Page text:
Bred for the task
While the experts claim that any dog can be trained to hunt for truffles and will enjoy the adventure, those who are now starting to farm truffles commercially are importing an Italian dog breed called the Lagotto Romagnolo, which is actually bred to be a professional truffle hunter. This ancient breed of water dog looks similar to a scruffy poodle and has webbed feet.

The first trained working Lagotti in the United States were actually imported from Italy by Sam Beall, owner of the Blackberry Farm in Walland, Tenn. This luxury country hotel is in a farm setting where guests get to spend their time with the resort’s cheese maker, master gardeners and world-class chefs experiencing how the food served to them is cultivated and prepared from start to finish.

If you enjoy truffles and can’t make it to Oregon in January, consider Tennessee for your future travels. Unfortunately, pets are not allowed at Blackberry Farm because it is a working farm, said a hotel employee.

“We have planted our own truffle orchard, but we don’t expect to see the fruits of our labors for a few years,” says Beall. “In the meantime, our dogs are working with mycologist Tom Michael in a nearby cultivated orchard hunting truffles that we are serving to our guests.”

Packages to the Truffle Festival can be booked online at The hotel hosting many of the festival events, the Valley River Inn on the banks of the Willamette River, is pet-friendly.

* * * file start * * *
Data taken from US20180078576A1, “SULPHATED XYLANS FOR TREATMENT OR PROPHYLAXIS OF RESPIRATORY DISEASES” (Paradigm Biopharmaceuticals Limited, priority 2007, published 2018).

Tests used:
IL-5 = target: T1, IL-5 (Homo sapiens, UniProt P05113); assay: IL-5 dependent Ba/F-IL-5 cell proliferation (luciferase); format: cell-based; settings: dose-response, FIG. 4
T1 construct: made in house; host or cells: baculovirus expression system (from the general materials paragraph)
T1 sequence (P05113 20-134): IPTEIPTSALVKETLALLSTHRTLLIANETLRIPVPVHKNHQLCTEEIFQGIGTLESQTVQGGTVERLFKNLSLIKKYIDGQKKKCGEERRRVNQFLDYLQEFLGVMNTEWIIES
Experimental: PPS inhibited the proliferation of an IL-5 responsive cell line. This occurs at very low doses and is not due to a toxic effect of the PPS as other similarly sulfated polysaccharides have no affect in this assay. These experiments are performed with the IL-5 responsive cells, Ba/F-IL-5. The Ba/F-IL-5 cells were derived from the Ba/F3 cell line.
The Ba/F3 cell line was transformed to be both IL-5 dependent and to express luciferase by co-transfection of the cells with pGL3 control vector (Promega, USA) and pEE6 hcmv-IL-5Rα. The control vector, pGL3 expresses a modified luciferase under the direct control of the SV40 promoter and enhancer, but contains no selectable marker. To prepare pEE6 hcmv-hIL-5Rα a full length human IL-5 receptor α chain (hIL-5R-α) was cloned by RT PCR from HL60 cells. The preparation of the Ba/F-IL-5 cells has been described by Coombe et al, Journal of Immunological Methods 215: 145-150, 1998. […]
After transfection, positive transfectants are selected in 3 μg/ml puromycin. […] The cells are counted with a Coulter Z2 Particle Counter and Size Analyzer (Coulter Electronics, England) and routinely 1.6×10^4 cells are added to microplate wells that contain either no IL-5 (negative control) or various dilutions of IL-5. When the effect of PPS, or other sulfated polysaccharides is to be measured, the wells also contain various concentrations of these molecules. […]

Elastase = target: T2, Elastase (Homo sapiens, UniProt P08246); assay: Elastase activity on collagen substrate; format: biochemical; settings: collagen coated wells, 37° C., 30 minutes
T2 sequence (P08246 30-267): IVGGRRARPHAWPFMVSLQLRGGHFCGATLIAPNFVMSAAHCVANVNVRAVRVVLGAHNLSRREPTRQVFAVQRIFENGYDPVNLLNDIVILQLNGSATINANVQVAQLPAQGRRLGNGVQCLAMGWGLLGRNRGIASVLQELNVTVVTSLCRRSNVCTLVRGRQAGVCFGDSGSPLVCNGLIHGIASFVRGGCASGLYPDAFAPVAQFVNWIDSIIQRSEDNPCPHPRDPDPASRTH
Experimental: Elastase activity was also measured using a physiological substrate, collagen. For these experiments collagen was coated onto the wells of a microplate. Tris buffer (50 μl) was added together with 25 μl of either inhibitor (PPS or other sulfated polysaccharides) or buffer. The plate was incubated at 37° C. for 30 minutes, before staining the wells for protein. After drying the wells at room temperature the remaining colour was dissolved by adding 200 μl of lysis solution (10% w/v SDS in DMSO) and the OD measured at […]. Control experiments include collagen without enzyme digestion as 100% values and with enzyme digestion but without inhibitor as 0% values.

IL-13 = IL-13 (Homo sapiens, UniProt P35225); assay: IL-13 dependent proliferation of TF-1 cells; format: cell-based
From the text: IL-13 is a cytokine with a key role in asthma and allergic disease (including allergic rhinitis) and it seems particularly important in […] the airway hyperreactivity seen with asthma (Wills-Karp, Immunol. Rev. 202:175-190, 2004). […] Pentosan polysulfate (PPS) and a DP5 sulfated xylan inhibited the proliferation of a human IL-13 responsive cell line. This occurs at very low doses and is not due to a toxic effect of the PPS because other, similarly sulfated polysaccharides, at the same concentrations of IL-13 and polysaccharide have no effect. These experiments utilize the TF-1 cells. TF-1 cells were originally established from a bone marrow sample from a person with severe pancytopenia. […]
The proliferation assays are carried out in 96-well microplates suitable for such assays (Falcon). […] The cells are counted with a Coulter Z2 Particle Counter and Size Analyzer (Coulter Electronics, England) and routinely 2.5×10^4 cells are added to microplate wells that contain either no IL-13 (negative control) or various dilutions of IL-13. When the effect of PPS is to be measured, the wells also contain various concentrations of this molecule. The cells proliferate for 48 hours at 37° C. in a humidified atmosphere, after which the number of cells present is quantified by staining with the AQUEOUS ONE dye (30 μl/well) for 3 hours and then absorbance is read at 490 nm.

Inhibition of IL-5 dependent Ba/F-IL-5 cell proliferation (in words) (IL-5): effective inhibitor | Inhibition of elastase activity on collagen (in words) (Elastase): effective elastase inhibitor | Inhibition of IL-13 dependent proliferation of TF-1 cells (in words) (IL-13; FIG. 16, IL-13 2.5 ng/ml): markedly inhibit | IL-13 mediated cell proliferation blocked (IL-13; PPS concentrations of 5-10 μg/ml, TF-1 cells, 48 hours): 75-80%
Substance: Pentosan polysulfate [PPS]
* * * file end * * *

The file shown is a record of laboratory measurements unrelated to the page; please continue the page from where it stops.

Sandy Robins is an award-winning pet lifestyle writer. She is the recent recipient of the Humane Society of the United States' Pets for Life Award. Her work appears in many national and international publications.

Dealing With Red-Eyed Puppies
PC World

"Photographing Your Pets" was most informative for my future pet shots. But what do you do when you already have a photo with the dreaded "devil eye?"
--Richard "Doc" Wagner, Salisbury, North Carolina

There are very few programs that can deal with red eye in pets, Richard. The only program I've had satisfactory results with is Corel's Paint Shop Pro (you can find it for under $100 at PC World’s Shop & Compare), which has an amazingly comprehensive red eye reduction tool. It sports a full featured pet mode that allows you to choose from among several eye shapes, glint, and other details. If you take a lot of indoor flash photos of your pets, Paint Shop Pro is almost essential.